1Plant Biotechnology Institute Ibaraki Agricultural Center, Ago, Iwama, Nishi-Ibaraki 319-02 Japan; 2Laboratory of Plant Pathology, Faculty of Agriculture,Tohoku University, Sendai 981, Japan

Background and objectives
Clubroot disease of Chinese cabbage is difficult to control by chemical methods and therefore the development of resistant varieties was an important breeding objective. Clubroot resistant varieties have been developed but most were not widely accepted by growers because of a low quality. In our previous pot trials, sixteen of 322 isolates of root-colonizing fungi reduced the incidence of clubroot in Chinese cabbage caused by P. ;brassicae in sterile soil [1]. Among them, two isolates of Heteroconium chaetospira suppressed clubroot in nonsterile soil [1]. We report successful biocontrol of clubroot disease under field conditions and anatomical observation of root endophytic fungus, H. ;chaetospira.

Materials and methods
Pieces of colonies were inoculated into autoclaved peat pellets containing medium. One month later, surface-disinfected seeds of Chinese cabbage were placed on the peat pellets on which fungal colonies were growing. The seedlings growing on the peat pellets were incubated in a growth chamber. Two experimental fields were located at Iwama, Ibaraki, Japan, on land cropped to Chinese cabbage and infested with P. ;brassicae. One month after planting, Chinese cabbage seedlings were transplanted to the fields. Disease symptoms and the number of diseased plants were assessed 3 ;months after transplanting. The disease index was calculated. Endophytic fungus were reisolated from the roots of Chinese cabbage using the procedure reported by Tokumasu [2] with slight modifications. Small pieces of roots were cut and stained with 0.005% cotton blue in 50% acetic acid. Roots were observed under a microscope.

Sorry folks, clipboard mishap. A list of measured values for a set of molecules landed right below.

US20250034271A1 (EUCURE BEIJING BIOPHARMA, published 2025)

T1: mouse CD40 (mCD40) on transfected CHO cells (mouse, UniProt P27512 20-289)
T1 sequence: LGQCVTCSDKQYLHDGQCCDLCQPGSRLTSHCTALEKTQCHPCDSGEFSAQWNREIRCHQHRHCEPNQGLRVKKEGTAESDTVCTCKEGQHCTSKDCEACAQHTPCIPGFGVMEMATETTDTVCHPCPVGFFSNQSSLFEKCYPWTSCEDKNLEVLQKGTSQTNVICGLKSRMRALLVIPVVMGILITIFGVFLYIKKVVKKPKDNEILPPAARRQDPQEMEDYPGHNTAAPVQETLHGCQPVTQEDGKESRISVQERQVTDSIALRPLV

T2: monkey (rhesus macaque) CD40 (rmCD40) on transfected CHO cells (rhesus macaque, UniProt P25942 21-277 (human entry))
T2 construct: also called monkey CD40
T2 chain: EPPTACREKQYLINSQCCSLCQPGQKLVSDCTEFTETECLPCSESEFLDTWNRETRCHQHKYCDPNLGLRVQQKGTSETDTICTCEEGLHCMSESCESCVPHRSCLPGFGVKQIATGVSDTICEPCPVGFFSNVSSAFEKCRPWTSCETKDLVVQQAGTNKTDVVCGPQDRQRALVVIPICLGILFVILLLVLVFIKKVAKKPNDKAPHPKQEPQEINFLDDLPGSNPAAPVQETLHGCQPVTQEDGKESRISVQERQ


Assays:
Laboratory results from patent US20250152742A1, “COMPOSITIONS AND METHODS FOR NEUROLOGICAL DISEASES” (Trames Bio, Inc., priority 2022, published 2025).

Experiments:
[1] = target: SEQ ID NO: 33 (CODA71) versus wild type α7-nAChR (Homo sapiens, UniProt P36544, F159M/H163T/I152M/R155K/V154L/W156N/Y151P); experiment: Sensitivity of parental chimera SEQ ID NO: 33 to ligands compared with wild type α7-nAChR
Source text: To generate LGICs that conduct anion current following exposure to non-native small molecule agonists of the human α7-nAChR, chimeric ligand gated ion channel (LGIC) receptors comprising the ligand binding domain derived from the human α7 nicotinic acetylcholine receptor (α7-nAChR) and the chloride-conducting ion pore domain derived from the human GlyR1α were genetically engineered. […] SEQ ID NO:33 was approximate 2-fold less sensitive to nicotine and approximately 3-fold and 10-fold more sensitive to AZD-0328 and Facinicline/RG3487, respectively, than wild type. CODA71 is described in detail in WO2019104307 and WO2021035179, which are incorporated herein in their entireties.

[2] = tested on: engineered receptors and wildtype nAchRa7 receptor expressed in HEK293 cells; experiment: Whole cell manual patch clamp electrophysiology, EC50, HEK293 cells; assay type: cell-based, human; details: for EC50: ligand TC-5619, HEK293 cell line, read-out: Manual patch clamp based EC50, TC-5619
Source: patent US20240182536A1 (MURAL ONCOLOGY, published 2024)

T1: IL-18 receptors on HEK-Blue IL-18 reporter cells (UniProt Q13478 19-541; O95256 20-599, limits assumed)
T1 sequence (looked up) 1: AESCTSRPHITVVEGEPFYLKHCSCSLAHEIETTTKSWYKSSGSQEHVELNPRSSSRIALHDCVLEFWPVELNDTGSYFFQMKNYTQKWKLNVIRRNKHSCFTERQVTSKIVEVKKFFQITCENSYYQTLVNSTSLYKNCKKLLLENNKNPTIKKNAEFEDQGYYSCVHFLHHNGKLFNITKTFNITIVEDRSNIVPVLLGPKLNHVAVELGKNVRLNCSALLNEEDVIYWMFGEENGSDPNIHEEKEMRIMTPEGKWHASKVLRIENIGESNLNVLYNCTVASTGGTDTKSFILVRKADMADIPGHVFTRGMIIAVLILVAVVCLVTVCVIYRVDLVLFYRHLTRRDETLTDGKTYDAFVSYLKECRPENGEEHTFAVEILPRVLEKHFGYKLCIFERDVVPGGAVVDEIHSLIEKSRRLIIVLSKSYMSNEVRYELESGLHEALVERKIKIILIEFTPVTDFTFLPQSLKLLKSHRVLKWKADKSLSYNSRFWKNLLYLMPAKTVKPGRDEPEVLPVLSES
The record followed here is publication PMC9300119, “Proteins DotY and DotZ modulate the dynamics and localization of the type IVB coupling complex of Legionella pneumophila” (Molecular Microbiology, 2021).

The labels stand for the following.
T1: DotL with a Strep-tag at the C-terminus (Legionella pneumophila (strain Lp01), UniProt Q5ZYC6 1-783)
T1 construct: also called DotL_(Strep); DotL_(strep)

Results and conclusions
The endophytic fungus, H. ;chaetospira was effective in reducing the incidence of clubroot disease in fields infested with resting spores of P. brassicae. After fields trials, the frequencies of recovery of the fungus were 40% and hyphae of the fungus colonized the cortical tissues of Chinese cabbage. Conidia or root fragments of H. ;chaetospira germinated and produced small amounts of hyphae on the root surfaces. The extensive hyphae contacted with roots and formed appressoria. The fungus penetrated into outer epidermal cells to form an infection peg. Following the penetration of the epidermis and exodermal cells, hyphae passed into inner cortex of the roots. Intracellular hyphae developed in cortical cells, but no hyphal branch was formed. Hyphae proliferated intracellulary along root tips. Morphologically, Chinese cabbage treated with H. ;chaetospira appeared healthy and did not show any external symptoms. These results suggest that development of the symbiotic association between the plant and fungus is an important for the biocontrol of clubroot disease in the fields.

1. Narisawa K, Hashiba T, 1998. Plant Pathology, in press.
2. Tokumasu S, 1978. Transactions of the Mycological Society of Japan 19, 383-390.